The Southern Great Plains has a comparative economic advantage in growing and managing forages for beef cattle production. Three categories of forage-based beef production systems that are common in this region include: 1) a cow-calf system that utilizes perennial native grass pastures, 2) a cow-calf system that utilizes introduced perennial pastures and 3) a stocker cattle system that utilizes annually established winter cereal forages. In the first two systems, weaned calves are supplied to the marketplace; in the third system, pounds of beef are supplied. Many variations of these three systems are being implemented on farms and ranches in the region. In fact, there are many producers who use one form or another of all three systems.
A number of issues can and oftentimes do impede the long-term economic success, and hence the long-term sustainability of the forage-based beef operations in the Southern Great Plains. Some common issues include, but are not limited to, overgrazing perennial pastures, continuous monocropping of annual pastures such as cereal wheat and rye, mismanagement of essential nutrients and soil additives (e.g., nitrogen, phosphorus, potassium and lime) on both perennial and annually established pastures, and the continuous use of intensive annual seedbed preparation and seed establishment techniques, to name a few. Some of these issues may seem trivial, but there are economic factors that help explain why these issues are present on farms and ranches in this region.
For instance, extended periods of favorable cattle prices can lead to extreme, prolonged periods of overgrazing (even in periods of drought) that cause severe and expensive damage to perennial forages. Overgrazing can also be the result of producers increasing their short-term cash flows that are needed to service annual payments due for long-term loans and property taxes, and to pay for family living expenses like health insurance premiums, groceries and the car payment for a spouse.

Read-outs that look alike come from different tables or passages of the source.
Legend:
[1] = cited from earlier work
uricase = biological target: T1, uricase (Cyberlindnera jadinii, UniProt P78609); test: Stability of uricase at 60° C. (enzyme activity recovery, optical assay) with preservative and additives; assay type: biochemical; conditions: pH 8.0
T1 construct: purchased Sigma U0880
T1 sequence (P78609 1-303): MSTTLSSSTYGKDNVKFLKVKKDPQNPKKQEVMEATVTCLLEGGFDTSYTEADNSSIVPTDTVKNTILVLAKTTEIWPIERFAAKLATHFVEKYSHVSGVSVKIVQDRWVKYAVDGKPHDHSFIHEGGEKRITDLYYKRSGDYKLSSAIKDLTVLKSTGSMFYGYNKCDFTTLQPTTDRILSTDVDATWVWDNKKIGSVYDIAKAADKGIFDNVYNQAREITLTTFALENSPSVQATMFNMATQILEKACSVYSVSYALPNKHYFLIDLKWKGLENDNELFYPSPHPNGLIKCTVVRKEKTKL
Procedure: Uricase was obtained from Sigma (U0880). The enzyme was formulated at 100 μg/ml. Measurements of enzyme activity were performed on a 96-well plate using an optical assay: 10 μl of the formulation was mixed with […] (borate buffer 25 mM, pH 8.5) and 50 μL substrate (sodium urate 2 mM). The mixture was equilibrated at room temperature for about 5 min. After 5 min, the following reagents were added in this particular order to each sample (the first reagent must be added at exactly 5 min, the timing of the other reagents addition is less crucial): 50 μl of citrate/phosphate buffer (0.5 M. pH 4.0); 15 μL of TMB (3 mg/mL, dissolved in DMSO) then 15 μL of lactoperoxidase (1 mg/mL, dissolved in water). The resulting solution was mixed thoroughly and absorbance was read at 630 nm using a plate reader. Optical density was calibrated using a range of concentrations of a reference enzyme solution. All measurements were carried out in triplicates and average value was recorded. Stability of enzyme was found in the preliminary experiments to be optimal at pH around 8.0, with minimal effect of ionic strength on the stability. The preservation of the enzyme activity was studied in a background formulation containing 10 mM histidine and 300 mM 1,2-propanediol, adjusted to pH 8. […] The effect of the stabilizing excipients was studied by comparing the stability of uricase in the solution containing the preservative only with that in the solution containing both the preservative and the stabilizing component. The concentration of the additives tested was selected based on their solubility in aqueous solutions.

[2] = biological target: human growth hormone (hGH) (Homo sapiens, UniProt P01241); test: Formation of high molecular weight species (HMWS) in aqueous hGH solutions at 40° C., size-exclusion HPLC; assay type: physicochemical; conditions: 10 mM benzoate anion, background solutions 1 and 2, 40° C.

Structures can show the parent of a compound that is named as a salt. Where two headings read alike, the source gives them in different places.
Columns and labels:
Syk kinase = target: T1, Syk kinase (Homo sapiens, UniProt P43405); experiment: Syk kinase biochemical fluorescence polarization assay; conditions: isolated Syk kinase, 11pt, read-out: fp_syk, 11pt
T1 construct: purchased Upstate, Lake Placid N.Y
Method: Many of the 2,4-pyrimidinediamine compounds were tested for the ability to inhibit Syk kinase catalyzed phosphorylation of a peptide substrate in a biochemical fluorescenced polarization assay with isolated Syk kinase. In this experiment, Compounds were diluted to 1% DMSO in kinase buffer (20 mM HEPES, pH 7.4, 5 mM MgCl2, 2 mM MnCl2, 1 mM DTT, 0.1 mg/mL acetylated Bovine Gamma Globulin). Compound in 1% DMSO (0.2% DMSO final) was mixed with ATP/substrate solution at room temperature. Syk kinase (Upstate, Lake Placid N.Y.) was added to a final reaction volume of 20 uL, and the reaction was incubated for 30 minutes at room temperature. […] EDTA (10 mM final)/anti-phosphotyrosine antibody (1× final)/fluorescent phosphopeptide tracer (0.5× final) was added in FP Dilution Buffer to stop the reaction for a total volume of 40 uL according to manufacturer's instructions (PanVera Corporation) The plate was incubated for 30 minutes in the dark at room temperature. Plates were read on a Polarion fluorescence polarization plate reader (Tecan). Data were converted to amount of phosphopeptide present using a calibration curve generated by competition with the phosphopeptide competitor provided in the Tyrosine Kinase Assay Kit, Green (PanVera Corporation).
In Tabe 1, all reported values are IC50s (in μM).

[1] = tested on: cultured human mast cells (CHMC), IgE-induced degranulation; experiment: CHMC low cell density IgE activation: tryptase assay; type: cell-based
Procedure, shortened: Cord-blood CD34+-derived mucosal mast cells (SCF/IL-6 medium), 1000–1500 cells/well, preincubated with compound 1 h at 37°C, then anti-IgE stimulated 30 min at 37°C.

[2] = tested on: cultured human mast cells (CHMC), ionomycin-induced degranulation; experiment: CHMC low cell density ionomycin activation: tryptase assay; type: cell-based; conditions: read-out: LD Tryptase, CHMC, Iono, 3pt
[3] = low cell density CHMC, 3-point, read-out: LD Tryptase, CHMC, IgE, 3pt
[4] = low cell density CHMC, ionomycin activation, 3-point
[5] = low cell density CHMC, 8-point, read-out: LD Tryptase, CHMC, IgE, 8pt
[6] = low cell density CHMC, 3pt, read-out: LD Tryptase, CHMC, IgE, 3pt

In another light, today's marketplace does not directly recognize – especially in the short run – the value of certain agroecosystem services (e.g., reductions in soil erosion, improvements in water infiltration, sequestered carbon) that can be obtained from the adoption of improved, technologically advanced forage establishment and management practices (e.g., cover crops, no-tilling, precision fertilizer and pesticide application, etc.). In particular, the market does not offer a specific unit price for a measured unit of soil erosion reduced. Benefits from using environmentally friendly practices accrue gradually over time in the form of greater yields, which translates into more revenue per acre in the future. These future benefits are expected to vary differently by operation and therefore can impede the adoption process.
Lack of credit is another factor that can hinder long-term sustainability. The lack of a good recordkeeping and financial management system can impede a farmer's access to credit, credit that is vital for the purchase of technology and equipment that may be necessary for long-term sustainability. Agricultural lenders are in the business of making loans to farmers, but lenders tend to be cautious about the terms for which they are willing to loan money to farmers. Farmers who have a good recordkeeping system tend to also have a well-developed, up-to-date set of financial statements (i.e., net worth statement, profit/loss statement and a statement of cash flows). These producers are typically much more successful in securing short-term operating loans and long-term loans for capital expenditures (tillage equipment, planters, land, fencing materials, breeding animals, etc.) than producers who do not have a financial management system for their farm or ranch business.
At the Noble Foundation, we understand the importance of long-term economic sustainability of the family farm or ranch business. It is through our understanding of the economic factors that help explain why some farm businesses become unsustainable and insolvent in the long-run and why we encourage producers to invest in whole-farm planning and financial management techniques. We believe whole-farm planning is a means for mitigating the risks of insolvency and how to protect the farm assets for generations to come. Having the ability to develop and use such a whole-farm planning system is equally as important to the long-term sustainability of the business as having the agronomic, animal husbandry and mechanical skills necessary to run the day-to-day activities on the farm or ranch.
For inquiries about how to get started developing a whole-farm plan for your operation, feel free to contact us at 580.223.5810.